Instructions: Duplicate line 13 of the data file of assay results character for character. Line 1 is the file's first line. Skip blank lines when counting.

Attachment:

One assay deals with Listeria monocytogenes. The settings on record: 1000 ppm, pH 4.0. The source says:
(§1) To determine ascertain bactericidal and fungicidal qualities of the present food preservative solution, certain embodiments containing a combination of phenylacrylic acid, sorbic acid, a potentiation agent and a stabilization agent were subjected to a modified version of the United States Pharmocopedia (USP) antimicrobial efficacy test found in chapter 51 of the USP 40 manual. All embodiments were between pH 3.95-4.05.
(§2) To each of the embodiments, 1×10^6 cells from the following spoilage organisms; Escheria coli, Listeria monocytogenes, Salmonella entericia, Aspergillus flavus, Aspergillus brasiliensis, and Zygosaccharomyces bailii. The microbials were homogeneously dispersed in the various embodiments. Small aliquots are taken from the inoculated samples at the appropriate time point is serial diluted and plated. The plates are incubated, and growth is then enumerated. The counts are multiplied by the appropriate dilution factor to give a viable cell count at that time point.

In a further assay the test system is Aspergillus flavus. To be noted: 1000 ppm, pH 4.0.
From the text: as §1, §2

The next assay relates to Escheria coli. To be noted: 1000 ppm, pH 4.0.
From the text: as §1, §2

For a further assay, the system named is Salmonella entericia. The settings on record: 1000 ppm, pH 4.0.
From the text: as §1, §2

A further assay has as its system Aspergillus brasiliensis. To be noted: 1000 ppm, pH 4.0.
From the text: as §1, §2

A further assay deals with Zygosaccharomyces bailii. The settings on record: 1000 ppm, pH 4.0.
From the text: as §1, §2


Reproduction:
From the text: as §1, §2